When opening the doors of my business, in June 1988, I had no clue what to expect, as far as growth; no special vision for where we might be in five or 10 years. My first order of business was just to stay in business, by making a profit.
This is “Music City USA,” and I was fresh out of rock ’n’ roll music, trying to get my feet back down to earth in the “real” world. I was also still sporting a head of long, blond hair and enough confidence to think I could just about leap tall buildings, bringing in customers for my new shop.
I had hardly finished setting up my first printing press—a well-used Hamada 600—when I headed out the door, looking more like Mick Jagger than the owner of a small business. I went to a large, nearby company where the manager was kind enough to visit with a budding entrepreneur. If he was suppressing laughter at my lion’s mane and glittery shirt, he didn’t give it away.
Handing him my brand new business card, I boldly asked for ALL of his company’s printing business. But, the man didn’t laugh, even then; he actually gave me a small printing job to start with. I was encouraged—my venture was bound for success!
Back at the shop, I knew we would have to deliver a quality product at a competitive rate, and ON TIME, to gain even a small foothold in the market. I must say, that went pretty smoothly for the first several years we were in business. We were three employees strong then.
Thinking I was some kind of Superman, I moved around the shop faster than a speeding bullet (well almost)—handling all the issues, being in several places at once—even with everyone tugging on my “cape,” asking me umpteen questions. I’d fly to the back of the shop to rescue our one pressman from his quality and technical press problems and, with my sure superpowers, I was able to hear the phones ringing above the roar of the press and our small Balm folder, spitting out our latest product.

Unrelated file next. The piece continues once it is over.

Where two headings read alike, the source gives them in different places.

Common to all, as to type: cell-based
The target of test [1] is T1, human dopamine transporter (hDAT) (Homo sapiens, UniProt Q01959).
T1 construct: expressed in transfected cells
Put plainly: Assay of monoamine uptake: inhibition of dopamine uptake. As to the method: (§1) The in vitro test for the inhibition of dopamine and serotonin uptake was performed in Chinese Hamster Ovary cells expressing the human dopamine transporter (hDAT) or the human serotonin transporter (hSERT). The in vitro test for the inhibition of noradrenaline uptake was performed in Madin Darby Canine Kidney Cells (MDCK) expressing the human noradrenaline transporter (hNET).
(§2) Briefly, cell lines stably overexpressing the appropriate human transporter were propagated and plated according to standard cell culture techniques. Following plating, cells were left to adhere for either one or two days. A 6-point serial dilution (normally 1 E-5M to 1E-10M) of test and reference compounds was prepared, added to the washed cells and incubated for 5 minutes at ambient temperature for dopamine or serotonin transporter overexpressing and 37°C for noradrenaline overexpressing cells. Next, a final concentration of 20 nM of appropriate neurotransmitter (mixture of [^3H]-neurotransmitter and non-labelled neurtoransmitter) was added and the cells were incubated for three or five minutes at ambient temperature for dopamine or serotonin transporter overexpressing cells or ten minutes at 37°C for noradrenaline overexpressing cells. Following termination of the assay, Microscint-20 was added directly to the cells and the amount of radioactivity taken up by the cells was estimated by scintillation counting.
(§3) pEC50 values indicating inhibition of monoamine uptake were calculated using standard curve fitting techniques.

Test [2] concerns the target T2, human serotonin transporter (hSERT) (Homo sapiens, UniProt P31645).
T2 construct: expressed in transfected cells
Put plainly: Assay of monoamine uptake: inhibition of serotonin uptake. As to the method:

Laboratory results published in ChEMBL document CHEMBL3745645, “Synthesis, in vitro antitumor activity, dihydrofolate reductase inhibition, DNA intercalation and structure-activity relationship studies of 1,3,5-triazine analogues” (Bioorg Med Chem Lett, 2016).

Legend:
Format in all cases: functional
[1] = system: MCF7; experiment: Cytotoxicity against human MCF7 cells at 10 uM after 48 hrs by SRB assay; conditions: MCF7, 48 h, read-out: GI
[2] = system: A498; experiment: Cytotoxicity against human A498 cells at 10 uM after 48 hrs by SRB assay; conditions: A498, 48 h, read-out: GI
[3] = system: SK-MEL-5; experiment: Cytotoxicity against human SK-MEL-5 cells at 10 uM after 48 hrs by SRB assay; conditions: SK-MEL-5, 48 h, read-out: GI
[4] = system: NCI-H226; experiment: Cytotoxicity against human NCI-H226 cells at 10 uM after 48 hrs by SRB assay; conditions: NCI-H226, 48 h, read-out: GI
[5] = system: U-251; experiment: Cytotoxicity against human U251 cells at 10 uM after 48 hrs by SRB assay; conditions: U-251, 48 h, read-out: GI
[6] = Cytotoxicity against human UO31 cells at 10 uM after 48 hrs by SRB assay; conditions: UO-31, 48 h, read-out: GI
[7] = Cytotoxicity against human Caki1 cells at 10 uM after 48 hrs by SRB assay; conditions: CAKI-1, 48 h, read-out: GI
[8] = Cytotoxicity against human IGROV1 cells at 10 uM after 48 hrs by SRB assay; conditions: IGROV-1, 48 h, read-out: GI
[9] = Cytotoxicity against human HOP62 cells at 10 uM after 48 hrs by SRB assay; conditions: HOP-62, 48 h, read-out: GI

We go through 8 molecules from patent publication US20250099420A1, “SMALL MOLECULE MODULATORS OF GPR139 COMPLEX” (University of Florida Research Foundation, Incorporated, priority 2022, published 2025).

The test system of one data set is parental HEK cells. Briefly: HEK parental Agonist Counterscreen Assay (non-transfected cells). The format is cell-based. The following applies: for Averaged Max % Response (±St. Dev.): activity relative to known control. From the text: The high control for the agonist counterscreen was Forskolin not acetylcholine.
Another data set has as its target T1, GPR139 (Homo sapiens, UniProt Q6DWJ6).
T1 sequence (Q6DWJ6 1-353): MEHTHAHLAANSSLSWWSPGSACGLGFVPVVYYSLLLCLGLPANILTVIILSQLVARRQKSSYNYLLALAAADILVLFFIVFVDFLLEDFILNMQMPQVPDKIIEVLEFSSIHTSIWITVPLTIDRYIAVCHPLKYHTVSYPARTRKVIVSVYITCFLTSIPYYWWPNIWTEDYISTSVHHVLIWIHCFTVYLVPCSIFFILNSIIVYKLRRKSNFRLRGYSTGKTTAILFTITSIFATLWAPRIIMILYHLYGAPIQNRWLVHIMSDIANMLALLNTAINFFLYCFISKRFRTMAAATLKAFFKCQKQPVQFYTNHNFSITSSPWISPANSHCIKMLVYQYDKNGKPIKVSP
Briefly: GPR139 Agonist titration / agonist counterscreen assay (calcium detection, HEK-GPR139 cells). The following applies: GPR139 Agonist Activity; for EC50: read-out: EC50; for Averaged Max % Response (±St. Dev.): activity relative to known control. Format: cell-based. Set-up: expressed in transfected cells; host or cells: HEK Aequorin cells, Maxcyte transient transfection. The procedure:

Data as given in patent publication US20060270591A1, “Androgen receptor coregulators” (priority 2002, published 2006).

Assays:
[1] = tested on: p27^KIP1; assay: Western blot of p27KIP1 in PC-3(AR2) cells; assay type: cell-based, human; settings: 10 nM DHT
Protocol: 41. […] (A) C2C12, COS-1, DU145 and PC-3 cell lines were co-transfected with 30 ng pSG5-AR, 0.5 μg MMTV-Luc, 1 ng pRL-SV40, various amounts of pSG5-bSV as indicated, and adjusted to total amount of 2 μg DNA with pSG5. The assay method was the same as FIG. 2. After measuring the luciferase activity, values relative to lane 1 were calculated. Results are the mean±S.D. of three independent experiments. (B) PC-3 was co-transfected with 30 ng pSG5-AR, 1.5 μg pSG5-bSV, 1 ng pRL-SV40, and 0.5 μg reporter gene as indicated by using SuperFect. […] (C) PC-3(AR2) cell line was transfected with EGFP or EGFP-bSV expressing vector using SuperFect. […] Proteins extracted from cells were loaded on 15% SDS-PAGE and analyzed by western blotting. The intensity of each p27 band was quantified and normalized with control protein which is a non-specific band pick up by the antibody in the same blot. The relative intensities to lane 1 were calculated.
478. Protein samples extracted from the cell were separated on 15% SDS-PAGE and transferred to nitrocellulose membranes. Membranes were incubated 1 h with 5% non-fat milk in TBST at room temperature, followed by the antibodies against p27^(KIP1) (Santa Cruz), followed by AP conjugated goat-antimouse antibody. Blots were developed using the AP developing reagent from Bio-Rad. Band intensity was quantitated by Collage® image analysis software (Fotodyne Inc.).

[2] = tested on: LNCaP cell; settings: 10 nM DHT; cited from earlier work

Spinning on a dime, I’d put on my best Clark Kent face whenever the front door buzzer sounded, alerting me that a customer was entering our lair to make copies or send a fax. Remember being paid a dollar a page for sending a fax? Talk about ROI! Other Superpowers?
Back then, I wore more capes than the original X-Men—I was bookkeeper, salesperson, backup pressman, prepress operator, and bindery person. I also wrote up job orders, handled customer service, and made all the banking runs…while also acting as backup coach for my son’s baseball team (really, I was more of a “team mom”). I could go on, but that would be bragging! My Kryptonite Moment
After entering my fifth year in business, I could feel something happening. Was I losing my “superpowers?” Yes, reality was setting in! I began dropping balls and losing customer’s orders. My “X-ray” vision was missing printing errors that customers were beginning to catch.
And, apparently, after all those years of rock ’n’ roll in front of mega watt amplifiers on 10, my hearing was going. Not always hearing the front buzzer, customers needing service would finally come wandering around the back of our messy shop looking for ole “Superman”—the one with ink all over himself (and everything else).
My mental capacity to keep all systems functioning was slipping. We had no written systems, of course—not for this superhero—as I kept all that in my big head. Even the messy shop I just mentioned…well, “Didn’t ALL printing companies look like that? And who’s business was it, anyway?” I defended.
It seemed someone was beginning to slip Kryptonite in my morning coffee. Truth is, my “Kryptonite” was called GROWTH—and I could no longer keep up. I was NOT the man of steel, after all!
If we were going to continue growing, I knew something had to change! I guessed it was ME, and the way I ran my business.
I’m convinced—real growth only happens, “flying” at the speed of SYSTEMS!
All the super companies on the planet—including Toyota, McDonald’s, and Starbucks—operate using well-planned systems. Without such systems, there would be no real GROWTH for them either. They would have lost their power to compete long ago.
When I learned and used the power of systems, REAL growth happened in our company, also. No more flying by the seat of our pants.
I’ve taken off my cape and turned many of my duties over to Super System
(PDF). Twenty-five years later, I’m more convinced than ever.
Should you happen to see me somewhere, wearing a big red ‘S
’ on my shirt—you might guess what it stands for…
Did I mention—Great systems work!